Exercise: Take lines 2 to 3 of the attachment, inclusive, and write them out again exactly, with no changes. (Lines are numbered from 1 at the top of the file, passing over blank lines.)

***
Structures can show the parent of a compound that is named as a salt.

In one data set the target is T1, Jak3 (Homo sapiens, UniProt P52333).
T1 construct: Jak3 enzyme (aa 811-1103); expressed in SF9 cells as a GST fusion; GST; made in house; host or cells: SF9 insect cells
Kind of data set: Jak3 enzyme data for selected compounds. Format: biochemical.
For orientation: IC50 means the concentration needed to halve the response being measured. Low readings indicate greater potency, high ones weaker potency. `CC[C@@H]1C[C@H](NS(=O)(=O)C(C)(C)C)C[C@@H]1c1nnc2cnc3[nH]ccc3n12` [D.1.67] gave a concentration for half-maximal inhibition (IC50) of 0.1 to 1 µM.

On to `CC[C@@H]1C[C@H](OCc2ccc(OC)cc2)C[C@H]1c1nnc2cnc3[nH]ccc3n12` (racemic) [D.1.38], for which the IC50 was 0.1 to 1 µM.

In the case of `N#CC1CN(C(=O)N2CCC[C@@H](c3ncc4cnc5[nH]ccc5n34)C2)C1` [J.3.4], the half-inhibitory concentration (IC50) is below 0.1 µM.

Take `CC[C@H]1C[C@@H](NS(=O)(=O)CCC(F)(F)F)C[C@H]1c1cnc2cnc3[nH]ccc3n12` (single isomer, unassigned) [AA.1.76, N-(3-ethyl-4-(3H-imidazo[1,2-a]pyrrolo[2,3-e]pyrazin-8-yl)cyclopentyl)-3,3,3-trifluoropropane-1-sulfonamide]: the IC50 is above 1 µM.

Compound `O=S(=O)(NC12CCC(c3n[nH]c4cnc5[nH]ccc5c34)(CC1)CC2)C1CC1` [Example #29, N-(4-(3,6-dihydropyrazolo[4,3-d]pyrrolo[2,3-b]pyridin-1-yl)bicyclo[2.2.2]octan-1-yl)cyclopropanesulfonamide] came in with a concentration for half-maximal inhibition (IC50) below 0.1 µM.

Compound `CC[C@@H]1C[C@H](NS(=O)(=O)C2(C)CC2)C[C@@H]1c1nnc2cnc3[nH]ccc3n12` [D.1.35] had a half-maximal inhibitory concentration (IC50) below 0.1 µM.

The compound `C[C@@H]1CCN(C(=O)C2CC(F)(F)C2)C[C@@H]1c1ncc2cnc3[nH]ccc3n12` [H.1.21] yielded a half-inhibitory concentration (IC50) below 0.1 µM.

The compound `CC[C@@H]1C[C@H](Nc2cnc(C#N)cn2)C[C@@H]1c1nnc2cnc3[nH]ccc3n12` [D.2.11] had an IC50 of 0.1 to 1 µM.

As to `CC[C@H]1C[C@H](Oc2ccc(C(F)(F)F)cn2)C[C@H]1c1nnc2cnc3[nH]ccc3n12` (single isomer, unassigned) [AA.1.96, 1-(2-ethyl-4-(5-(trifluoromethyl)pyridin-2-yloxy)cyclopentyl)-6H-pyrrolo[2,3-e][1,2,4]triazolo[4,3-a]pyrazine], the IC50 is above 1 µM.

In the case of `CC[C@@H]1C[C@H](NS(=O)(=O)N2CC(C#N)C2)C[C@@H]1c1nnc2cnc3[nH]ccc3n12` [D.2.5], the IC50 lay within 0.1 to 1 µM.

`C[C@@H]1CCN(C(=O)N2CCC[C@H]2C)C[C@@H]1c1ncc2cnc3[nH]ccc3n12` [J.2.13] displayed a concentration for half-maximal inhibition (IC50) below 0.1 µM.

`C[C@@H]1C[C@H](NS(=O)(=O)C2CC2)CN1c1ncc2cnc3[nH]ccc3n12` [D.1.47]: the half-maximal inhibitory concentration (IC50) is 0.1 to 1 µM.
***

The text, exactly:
In one data set the target is T1, Jak3 (Homo sapiens, UniProt P52333).
T1 construct: Jak3 enzyme (aa 811-1103); expressed in SF9 cells as a GST fusion; GST; made in house; host or cells: SF9 insect cells